DO YOU SUSPECT YOUR LOVED ONE(S) PASSED AWAY FROM COVID-19?
A recent report by NY State Attorney General Letitia James released findings that nursing home deaths may have been underreported by up to 50%. The report investigates the Empire State's March 25 Policy of recovering COVID-19 patients being released to nursing facilities. This contentious policy could have lead to increased outbreaks and deaths.
Increased risks for illnesses for nursing home residents were also exacerbated by a lack of infection controls, the report found. The Department of Health also stated that not all nursing homes complied by state protocols and violated executive orders such as requiring facilities to inform families in "real time" when a COVID-19 infection or death occurred at their location.
Holding New York Hospitals & Medical Facilities Accountable
Have you been injured by the negligence of a nurse? Nurses are medical professionals in their own right and are held to high standards when it comes to patient care. If you received substandard care and were injured as a result, you may be able to take legal action against the nurse's employer. Napoli Shkolnik, LLP represents injured patients in New York who have suffered from nursing malpractice and negligence. We offer a free initial consultation to discuss your rights with a New York medical malpractice attorney who can answer your questions and shed light on this important matter in order to help you make informed decisions about your case.
Like all medical professionals, nurses are held to a certain standard when it comes to patient care. This is a particularly important matter considering the amount of responsibility today's nurses hold. In hospital settings, nurses typically carry out the majority of patient care, carrying out doctor orders, administering medication, responding to patients' needs, monitoring medical equipment and acting as a go-between from the patient to the doctor or doctors. Depending on whether a person is a registered nurse (RN) or licensed vocational nurse (LVN), he or she may have different responsibilities.
There are situations where a nurse may make a mistake or act negligently, causing a patient to suffer some form of harm. When this occurs, an injured patient may be able to seek financial compensation for the physical, financial and emotional harm suffered. This is typically done by way of a medical malpractice lawsuit against the hospital or other medical facility that employs the nurse.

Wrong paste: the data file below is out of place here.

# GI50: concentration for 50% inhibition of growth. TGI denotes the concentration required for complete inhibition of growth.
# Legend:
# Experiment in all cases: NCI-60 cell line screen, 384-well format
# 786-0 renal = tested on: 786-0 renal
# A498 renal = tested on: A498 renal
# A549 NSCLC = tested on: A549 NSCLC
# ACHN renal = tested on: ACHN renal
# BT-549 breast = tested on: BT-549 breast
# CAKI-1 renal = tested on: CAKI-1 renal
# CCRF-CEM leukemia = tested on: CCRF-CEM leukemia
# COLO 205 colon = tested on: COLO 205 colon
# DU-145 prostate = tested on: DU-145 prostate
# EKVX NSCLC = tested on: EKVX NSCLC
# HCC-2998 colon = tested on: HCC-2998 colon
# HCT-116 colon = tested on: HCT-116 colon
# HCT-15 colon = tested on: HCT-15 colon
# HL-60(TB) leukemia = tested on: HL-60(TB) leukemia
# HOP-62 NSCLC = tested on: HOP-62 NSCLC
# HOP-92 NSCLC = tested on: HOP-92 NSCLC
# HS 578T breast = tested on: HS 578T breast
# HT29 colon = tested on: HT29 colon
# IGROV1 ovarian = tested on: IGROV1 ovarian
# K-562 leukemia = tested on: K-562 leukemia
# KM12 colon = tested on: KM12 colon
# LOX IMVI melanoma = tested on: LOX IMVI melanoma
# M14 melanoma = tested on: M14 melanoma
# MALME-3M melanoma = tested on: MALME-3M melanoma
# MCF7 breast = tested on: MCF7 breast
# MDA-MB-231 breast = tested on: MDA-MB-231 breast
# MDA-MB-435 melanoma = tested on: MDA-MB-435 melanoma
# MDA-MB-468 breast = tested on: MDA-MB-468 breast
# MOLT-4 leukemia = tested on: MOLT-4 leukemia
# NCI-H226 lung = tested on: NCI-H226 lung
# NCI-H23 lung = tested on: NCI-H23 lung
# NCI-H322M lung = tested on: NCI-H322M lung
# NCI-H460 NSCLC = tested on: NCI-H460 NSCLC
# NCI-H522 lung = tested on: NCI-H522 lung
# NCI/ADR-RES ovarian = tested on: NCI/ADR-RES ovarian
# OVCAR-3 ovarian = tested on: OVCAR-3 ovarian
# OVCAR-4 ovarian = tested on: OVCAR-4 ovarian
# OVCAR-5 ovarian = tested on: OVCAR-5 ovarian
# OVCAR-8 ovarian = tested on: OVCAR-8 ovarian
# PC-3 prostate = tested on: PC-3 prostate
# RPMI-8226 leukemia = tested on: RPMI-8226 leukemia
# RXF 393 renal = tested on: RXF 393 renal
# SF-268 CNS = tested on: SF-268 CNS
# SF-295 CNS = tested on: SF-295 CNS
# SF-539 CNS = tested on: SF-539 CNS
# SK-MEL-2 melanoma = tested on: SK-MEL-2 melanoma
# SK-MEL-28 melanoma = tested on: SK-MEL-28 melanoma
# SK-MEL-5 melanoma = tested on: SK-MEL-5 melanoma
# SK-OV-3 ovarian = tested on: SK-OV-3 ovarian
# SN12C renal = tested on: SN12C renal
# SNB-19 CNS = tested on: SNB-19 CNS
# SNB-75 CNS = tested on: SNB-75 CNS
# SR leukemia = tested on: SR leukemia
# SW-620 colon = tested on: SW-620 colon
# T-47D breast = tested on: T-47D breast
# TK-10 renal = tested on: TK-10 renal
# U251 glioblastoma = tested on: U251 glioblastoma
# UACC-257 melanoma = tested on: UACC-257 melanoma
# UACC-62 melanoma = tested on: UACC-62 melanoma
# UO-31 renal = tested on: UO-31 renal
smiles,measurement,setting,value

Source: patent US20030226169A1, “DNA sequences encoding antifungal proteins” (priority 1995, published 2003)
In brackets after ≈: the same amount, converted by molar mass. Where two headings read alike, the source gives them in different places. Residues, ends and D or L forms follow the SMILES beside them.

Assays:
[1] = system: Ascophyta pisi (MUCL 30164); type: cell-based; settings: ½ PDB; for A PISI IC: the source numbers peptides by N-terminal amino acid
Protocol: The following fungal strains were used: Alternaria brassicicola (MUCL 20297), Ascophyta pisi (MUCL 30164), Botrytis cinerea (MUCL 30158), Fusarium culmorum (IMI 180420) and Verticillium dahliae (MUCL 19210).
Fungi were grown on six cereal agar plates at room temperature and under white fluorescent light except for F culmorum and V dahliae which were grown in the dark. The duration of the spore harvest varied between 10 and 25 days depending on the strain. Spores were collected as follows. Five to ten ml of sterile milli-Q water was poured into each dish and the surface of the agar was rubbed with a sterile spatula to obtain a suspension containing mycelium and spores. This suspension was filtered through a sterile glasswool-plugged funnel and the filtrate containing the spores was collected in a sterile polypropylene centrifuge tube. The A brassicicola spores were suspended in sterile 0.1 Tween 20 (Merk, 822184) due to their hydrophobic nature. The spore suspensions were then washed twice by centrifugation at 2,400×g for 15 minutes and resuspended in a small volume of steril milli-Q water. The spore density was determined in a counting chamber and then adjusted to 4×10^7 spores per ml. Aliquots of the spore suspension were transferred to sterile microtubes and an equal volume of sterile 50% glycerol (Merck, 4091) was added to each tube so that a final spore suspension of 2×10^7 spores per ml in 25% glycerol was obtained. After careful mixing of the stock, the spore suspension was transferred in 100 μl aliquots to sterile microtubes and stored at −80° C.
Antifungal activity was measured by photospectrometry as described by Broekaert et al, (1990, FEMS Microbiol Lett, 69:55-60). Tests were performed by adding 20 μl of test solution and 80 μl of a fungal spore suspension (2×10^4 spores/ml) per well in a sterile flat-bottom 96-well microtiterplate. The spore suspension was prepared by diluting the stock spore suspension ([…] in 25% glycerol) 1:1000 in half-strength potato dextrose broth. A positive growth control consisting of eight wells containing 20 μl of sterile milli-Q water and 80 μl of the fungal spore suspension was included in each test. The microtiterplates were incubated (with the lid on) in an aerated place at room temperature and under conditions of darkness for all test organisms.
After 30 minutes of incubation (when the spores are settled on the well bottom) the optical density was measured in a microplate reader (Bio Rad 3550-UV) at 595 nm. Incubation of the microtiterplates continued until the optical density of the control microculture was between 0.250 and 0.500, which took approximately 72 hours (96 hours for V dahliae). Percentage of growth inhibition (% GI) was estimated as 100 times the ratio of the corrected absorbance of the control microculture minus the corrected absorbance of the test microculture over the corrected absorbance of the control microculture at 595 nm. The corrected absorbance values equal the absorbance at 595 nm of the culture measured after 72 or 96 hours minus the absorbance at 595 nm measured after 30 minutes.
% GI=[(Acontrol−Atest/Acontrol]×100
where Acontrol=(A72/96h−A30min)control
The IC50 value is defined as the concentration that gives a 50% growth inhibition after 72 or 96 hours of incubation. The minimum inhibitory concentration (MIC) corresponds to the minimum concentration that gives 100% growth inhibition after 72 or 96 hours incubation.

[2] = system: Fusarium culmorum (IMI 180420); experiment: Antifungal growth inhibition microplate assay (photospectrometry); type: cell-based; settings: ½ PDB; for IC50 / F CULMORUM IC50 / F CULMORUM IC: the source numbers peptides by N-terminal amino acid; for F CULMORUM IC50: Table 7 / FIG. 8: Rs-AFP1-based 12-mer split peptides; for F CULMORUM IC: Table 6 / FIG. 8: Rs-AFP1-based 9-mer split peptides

Examples of Nursing Malpractice
To gain a better understanding of nursing malpractice, let's take a look at the definition and some examples. Nursing malpractice may be defined as any failure on the part of a nurse to provide proper or adequate care to a patient. It may be committed through an act or inaction, as long as the final result is substandard care and an injured patient. Examples follow:
- A nurse who accidentally administers the wrong medication.
- A nurse who delays in responding to a patient's distress call.
- A nurse who is negligent in monitoring a patient after surgery.
- A nurse who forgets to write down on a patient's chart that medication was administered.
- A nurse who does not listen to a patient's complaints of certain symptoms or fails to relate these to the attending physician.
- A nurse who does not check a patient's chart before administering care.
- A nurse who improperly performs a medical procedure.
- A nurse who misreads or fails to monitor medical equipment.
These errors often fall under one of three key categories: delaying or doing or saying nothing when a patient is in need (including the failure to monitor a patient), injuring a patient with medical equipment and improperly administering medication. No matter the type of error, a patient may suffer from serious injuries or may even lose his or her life. The serious nature of nursing errors and malpractice make taking legal action all the more important.
Who is liable for a nurse's mistake?
When a registered nurse or licensed vocational nurse makes a mistake or is negligent in caring for a patient, the employer will typically be held accountable. This is often the hospital or other medical facility the nurse works for. The injured patient or representative of the patient may be able to file a civil lawsuit against the hospital or facility, seeking financial compensation for such damages as:
- Medical expenses;
- Future medical care;
- Physical therapy;
- Assistive devices or in-home care, if needed;
- Lost earnings while unable to work;
- Future loss of earnings;
- Pain and suffering; and/or
- Emotional trauma.
Call a New York Medical Malpractice Lawyer
Nursing malpractice cases are notoriously complex, like all medical malpractice matters. These are technical in nature and involve procedures and medical conditions that can be hard to understand. Because it will be necessary for the plaintiff (injured patient or representative) to prove that the nurse provided substandard care, it will also be necessary to prove what would have constituted standard care and how the nurse deviated from this. A review of medical records and complete investigation will be required to build a strong case against the at-fault party.
At Napoli Shkolnik PLLC, we not only have the experience and knowledge needed to approach these complicated cases but the resources to conduct complete investigations that help us create compelling arguments for our clients. In addition to our headquarters in Manhattan, we have additional offices located in the New York City Metropolitan area and represent clients across the state and country. Contact our New York office to discuss your case.